The smartest person in the room is … THE ROOM! Let’s harness that power by collecting some of our best teaching ideas. (Click here if you can’t see the form below.)

Look at all of our ideas in the spreadsheet below! (If you can’t see them, click here to view the spreadsheet.)

Or … see innovative ideas from teachers at the ISTE 2015 Conference in July (click here). There are more than 100 of them!

PART 4: TAKE YOUR CLASS GLOBAL

Take your classroom beyond the four walls of the classroom!

PART 5: SKETCHNOTES: TOOLS AND TACTICS FOR VISUAL NOTETAKING

Want to make content you deliver stickier in students’ brains? Looking for ways to help students take better notes? The strategies in this session will help with both!

Click here to see the resources for “Sketchnotes: Tools and Tactics for Visual Notetaking.”

PART 6: A DAY IN MY PAPERLESS CLASSROOM

A paperless classroom shouldn’t be created for the lack of paper or the love of technology. It should create effectiveness or efficiency that didn’t exist before! Here are some tricks and tools I used to make my class more paperless (in a meaningful way!).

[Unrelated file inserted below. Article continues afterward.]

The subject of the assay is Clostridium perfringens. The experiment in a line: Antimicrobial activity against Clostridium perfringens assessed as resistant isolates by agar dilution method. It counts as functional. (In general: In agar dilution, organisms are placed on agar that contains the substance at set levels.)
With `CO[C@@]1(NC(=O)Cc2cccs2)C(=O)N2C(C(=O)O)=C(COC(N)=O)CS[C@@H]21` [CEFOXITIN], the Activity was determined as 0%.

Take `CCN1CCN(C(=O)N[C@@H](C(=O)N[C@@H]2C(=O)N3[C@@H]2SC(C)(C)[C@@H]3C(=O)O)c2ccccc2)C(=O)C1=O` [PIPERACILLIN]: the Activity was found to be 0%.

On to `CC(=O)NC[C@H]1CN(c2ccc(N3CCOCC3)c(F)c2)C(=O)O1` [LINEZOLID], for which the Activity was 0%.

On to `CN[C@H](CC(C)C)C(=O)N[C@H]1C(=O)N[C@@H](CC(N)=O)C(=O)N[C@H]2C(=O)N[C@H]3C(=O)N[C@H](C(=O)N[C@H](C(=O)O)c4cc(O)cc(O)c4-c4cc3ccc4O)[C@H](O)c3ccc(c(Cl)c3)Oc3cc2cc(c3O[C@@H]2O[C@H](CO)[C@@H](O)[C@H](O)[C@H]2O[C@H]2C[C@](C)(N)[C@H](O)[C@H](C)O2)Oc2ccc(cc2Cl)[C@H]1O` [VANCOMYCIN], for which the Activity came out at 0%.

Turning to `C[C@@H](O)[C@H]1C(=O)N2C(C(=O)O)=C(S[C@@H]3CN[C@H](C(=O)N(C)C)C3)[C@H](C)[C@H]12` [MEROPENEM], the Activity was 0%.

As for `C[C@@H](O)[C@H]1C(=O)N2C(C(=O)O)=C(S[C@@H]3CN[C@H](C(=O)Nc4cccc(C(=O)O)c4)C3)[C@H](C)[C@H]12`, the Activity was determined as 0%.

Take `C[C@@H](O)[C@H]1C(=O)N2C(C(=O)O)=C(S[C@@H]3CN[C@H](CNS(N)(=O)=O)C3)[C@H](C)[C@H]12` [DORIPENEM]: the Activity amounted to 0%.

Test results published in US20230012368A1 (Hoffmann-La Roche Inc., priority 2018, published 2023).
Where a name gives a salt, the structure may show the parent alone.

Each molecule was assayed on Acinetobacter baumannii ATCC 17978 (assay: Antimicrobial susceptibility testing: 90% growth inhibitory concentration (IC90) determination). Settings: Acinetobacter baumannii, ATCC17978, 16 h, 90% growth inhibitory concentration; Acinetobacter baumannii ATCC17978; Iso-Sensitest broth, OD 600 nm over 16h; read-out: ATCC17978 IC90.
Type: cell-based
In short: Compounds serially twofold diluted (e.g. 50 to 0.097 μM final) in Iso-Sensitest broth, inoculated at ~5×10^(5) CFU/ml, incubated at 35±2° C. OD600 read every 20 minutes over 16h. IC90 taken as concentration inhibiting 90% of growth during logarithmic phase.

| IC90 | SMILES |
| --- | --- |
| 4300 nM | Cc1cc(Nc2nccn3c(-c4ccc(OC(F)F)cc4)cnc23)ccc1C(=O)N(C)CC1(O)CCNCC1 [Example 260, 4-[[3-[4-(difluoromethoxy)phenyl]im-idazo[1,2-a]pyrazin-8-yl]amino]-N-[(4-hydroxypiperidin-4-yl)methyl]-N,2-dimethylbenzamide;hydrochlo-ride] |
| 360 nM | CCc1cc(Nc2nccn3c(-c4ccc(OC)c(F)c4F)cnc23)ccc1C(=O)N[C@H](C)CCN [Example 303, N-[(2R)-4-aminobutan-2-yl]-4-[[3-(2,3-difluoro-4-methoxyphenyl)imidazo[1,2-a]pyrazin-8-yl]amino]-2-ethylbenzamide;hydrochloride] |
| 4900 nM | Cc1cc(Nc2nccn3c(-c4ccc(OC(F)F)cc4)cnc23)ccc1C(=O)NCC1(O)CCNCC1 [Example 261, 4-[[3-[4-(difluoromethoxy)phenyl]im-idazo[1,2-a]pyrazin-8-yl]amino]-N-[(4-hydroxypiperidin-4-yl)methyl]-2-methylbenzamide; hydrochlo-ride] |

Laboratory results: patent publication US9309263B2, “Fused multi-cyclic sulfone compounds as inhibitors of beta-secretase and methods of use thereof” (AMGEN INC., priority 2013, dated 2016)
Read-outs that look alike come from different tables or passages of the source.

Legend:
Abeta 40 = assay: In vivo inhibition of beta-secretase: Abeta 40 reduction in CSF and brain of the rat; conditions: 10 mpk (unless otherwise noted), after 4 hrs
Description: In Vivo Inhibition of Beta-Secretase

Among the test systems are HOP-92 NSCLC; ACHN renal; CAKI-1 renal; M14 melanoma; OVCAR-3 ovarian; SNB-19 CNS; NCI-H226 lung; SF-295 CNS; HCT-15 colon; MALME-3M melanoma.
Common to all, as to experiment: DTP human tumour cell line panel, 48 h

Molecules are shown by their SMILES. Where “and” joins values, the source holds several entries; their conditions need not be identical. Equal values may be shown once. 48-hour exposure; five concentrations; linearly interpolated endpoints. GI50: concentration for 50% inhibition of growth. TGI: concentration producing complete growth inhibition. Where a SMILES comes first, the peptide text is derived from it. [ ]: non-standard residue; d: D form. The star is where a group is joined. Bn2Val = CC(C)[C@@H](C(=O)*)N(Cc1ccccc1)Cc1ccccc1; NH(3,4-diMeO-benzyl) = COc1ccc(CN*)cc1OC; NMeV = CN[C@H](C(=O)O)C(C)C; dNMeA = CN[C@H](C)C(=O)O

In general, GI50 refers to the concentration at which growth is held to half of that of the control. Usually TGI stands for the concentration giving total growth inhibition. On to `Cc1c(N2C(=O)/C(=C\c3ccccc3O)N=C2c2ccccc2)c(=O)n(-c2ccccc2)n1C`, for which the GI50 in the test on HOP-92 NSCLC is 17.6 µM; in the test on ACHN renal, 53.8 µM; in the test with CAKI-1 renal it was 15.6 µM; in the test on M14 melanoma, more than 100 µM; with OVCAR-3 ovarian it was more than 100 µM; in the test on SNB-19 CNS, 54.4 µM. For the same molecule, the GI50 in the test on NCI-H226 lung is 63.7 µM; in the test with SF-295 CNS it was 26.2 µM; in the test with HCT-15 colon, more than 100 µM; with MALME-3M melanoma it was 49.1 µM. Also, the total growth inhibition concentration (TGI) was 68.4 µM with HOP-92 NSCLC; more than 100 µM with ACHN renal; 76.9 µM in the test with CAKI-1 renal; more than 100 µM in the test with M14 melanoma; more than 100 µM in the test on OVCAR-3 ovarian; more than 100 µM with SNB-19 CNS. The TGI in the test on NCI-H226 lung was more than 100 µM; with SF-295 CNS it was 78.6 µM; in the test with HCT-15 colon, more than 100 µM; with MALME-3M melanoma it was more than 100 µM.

Click here to see the resources for “A Day in My Paperless Classroom.”

PART 7: FANTASTIC FORMATIVES

mg draw it

formative logo*** Formative (goformative.com) — Formative lets teachers ask a question (or questions) to students through the students’ devices. When students answer, their answers immediately appear in the teacher dashboard. Teachers can then assign a grade or (coming soon!) add a comment that students see immediately. Question types include fill in the blank, multiple choice or (my favorite!) “show your work” where students draw the answer.